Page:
In conclusion although zinc supplementation could make some improvement in blood glucose and lipid concentrations no improvement in GFR, ACR and erectile function of the participants could be expected with 30mg/d of elemental zinc for at least three months of treatment in diabetic patients without zinc deficiency.


It was better if participants with zinc deficiency were included in the study. Zinc supplement therapy is preferred in those with zinc insufficiency and could compare with normal ones. Also, it was better that if our intervention was designed with longer duration of follow up to achieve a more complete assessment.


This study was a residency thesis and has been supported financially by Zanjan University of Medical Sciences and registered in Iranian registry of clinical trials (www.irct.ir) with this code: IRCT138806091179N3. Informed consent was obtained from all human adult participants and from the parents or legal guardians of minors. Include the name of the appropriate institutional review board that approved the project. The authors declare that they have no conflict of interest. All material and data are available if needed to review. With the submission of this manuscript, I would like to undertake the responsibility that the above mentioned manuscript has not been published totally or partly, accepted for publication or under editorial review for publication elsewhere.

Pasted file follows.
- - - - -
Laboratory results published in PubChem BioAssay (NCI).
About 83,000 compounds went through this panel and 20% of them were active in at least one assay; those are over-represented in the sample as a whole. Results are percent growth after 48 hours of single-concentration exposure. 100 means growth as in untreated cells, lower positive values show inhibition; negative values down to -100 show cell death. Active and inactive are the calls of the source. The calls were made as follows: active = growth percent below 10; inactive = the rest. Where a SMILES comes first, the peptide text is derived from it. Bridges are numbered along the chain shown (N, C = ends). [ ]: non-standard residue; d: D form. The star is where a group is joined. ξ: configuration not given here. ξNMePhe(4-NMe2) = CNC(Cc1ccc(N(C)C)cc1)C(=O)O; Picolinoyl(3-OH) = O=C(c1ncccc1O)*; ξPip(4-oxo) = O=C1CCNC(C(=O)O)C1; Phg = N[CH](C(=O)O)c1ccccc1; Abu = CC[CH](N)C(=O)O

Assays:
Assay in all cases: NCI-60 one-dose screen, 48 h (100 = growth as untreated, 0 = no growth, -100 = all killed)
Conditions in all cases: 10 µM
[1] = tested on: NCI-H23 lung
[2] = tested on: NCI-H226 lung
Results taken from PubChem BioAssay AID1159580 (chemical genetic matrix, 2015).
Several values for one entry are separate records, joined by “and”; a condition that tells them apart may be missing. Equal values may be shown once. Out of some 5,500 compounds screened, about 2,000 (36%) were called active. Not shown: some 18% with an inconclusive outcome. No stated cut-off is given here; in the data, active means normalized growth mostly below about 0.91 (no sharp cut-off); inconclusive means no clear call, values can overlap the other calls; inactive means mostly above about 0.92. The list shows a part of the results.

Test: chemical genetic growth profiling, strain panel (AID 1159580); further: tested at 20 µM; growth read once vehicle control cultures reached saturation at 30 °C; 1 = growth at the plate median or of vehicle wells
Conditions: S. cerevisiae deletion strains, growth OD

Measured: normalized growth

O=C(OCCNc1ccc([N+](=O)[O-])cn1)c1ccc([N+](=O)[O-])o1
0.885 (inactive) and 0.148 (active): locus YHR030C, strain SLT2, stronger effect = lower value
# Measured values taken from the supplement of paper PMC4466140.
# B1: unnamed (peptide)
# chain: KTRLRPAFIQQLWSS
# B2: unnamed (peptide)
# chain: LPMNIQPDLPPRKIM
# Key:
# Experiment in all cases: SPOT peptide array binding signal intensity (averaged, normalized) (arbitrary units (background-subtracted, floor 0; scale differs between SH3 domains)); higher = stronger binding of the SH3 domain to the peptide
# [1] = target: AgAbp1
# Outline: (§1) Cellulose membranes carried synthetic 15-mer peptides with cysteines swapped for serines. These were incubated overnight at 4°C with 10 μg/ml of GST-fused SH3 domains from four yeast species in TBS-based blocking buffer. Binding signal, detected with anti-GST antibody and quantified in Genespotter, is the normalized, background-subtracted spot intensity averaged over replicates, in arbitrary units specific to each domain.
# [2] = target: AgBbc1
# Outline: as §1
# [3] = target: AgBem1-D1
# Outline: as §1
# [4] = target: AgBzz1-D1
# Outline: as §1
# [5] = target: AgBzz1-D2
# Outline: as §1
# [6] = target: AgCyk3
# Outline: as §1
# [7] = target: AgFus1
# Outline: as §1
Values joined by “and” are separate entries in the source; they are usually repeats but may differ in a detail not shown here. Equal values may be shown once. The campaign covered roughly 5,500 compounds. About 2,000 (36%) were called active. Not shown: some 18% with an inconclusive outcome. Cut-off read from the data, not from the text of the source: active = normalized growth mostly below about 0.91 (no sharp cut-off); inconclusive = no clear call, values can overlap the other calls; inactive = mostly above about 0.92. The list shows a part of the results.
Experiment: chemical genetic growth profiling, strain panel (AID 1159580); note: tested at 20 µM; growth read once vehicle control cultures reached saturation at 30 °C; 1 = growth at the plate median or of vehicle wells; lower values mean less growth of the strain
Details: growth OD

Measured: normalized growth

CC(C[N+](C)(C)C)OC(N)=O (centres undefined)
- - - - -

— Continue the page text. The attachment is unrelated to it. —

All authors confirmed manuscript and are informed about journal submission. Our study does not involve any human or animal research. We also have no copyright holder to republish previously published material, from the patient or legal guardian for publication of recognizable photographs, and/or from no specific person named in the Acknowledgments.